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Narrative Change Management in American Studies

A Pragmatic Reading


Silke Schmidt

Management means getting things done. How can research on the theory and practice of management help American Studies move forward? This book offers a pragmatic approach to bridging the gap between the humanities and business studies. Based on a critical reading of the disciplinary cultures of American Studies and Business School education, the book analyses narratives of U.S. management theorists and practitioners, including Peter F. Drucker, Mary Cunningham, and John P. Kotter. The stories help readers acquire effective management and leadership tools for application-oriented humanities in the digital age.

"With her outsider perspective on the discourse in management research and application, Schmidt proposes interesting questions that can turn into fruitful research issues in Business Studies and its interdisciplinary exchange with American Studies. I hope this book falls on open ears." – Evelyn Korn

"Schmidt did pioneering work by taking the risk of entering novel terrain to show new paths for the further development of American Studies." – Carmen Birkle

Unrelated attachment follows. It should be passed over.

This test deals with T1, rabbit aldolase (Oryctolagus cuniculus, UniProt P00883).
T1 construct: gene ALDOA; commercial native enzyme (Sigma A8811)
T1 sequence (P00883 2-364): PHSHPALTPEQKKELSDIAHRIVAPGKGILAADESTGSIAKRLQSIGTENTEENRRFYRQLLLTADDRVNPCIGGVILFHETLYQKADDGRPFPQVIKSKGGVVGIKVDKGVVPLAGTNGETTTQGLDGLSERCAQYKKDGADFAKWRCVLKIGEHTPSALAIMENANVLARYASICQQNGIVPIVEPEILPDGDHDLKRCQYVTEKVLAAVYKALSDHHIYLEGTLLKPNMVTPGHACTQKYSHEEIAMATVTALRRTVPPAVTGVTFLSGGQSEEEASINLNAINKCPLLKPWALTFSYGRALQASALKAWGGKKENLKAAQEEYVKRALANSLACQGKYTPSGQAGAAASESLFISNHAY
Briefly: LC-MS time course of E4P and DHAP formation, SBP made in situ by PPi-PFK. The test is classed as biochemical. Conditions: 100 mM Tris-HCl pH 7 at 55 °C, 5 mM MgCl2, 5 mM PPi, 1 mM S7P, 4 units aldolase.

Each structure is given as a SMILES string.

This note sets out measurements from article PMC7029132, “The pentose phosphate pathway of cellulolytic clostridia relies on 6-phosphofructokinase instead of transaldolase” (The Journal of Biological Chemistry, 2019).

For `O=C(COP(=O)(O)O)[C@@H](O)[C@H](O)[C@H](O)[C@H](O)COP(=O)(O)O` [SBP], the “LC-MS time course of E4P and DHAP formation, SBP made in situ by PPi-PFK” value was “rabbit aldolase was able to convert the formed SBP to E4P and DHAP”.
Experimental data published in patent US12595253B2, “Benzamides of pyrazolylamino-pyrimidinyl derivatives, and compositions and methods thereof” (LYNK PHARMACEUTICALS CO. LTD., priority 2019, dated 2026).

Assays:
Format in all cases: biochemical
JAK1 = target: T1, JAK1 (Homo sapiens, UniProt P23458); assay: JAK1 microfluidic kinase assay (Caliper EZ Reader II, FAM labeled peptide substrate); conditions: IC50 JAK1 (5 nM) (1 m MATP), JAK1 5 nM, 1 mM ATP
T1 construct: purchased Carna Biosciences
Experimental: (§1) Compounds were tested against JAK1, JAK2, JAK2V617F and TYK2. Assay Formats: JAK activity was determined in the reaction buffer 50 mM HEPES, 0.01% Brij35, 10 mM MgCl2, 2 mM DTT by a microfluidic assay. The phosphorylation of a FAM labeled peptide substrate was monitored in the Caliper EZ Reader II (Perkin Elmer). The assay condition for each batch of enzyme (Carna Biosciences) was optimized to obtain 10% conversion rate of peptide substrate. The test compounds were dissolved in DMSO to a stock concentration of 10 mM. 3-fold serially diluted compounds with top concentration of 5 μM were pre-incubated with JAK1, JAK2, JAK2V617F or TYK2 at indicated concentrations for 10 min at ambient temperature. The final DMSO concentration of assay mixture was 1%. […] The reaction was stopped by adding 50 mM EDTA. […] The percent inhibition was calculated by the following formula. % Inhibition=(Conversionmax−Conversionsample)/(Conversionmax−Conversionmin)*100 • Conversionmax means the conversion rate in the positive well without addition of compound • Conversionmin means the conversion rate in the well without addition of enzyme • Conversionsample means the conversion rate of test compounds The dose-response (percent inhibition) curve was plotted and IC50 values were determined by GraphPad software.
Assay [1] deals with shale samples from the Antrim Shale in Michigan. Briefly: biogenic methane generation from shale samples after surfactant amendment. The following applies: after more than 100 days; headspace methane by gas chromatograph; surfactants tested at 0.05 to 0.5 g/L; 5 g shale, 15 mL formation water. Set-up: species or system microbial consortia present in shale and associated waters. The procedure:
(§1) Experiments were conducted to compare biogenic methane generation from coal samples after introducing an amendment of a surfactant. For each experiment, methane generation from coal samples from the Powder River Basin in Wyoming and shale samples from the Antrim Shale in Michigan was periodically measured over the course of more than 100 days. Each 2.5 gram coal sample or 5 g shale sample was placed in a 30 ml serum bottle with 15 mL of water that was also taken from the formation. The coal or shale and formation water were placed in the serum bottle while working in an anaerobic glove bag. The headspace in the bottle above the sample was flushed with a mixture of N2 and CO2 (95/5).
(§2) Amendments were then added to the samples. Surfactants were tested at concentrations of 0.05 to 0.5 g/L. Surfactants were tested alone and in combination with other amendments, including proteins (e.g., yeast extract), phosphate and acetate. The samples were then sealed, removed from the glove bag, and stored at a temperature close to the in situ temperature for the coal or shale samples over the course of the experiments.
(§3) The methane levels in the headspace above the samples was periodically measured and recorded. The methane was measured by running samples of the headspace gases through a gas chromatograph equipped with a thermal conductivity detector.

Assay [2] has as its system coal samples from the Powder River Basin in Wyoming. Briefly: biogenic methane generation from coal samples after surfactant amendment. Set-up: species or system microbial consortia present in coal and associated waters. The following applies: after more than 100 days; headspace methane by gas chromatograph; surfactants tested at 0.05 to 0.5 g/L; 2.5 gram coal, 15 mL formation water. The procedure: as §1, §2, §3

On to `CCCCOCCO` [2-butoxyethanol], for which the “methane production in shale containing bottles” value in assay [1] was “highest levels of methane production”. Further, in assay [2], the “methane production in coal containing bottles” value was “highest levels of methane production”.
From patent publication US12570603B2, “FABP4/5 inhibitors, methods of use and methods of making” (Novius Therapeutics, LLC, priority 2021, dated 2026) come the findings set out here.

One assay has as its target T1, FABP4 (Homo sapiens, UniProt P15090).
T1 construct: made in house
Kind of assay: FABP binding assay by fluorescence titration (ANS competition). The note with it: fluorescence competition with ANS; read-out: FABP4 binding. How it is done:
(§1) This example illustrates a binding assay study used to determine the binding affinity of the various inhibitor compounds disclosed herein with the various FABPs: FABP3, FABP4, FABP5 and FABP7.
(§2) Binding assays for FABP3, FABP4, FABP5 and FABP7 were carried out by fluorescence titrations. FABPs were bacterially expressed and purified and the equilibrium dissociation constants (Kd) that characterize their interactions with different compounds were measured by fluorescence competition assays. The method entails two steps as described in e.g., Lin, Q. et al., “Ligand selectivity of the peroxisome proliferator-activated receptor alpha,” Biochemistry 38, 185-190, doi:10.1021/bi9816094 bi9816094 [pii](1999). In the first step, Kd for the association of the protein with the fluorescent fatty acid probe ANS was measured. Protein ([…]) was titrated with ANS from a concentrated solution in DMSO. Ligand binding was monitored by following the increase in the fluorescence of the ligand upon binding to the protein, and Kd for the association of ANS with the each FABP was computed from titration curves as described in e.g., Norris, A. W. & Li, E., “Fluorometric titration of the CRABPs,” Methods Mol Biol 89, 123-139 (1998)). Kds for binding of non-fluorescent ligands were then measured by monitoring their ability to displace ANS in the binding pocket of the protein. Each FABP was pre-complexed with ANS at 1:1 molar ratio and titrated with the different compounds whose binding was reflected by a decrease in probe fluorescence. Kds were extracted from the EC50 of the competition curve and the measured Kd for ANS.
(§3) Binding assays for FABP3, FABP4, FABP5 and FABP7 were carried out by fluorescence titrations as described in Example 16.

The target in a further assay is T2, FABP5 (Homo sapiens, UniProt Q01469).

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1 Introduction


The master’s program North American Studies deals with the complex literatures and cultures of North America (USA and Canada). It will offer prospective students interdisciplinary teaching and the latest academic research. Above all, the program focuses on the multi-facetted interculturality of the respective countries by incorporating recently developed research methods and approaches, also in a transnational perspective. Moreover, students will obtain additional comprehensive knowledge and can specialize in the fields of Gender Studies, Media Studies, and other disciplines in North American Studies. (“M.A. North American Studies”)

Management is thus what tradition used to call a liberal art: ‘liberal’ because it deals with the fundamentals of knowledge, self-knowledge, wisdom, and leadership; ‘art’ because it is practice and application. Managers draw on all social sciences – on psychology and philosophy, on economics and on history, on the physical sciences and on ethics. But they have to focus this knowledge on effectiveness and results. (Drucker, New Realities 223)

What is not in a name? Readers familiar with the history of American Studies will notice that I am hinting at the widely debated presidential address of Janice Radway at the 1999 American Studies Association convention (ASA) (45). Radway’s speech “What Is in a Name” was groundbreaking because it touched the core of the self-definition of the field. My alteration with the small but important insertion “not” is to shift the focus to the content of the field, rather than to the name. The example of a program description of the M.A....

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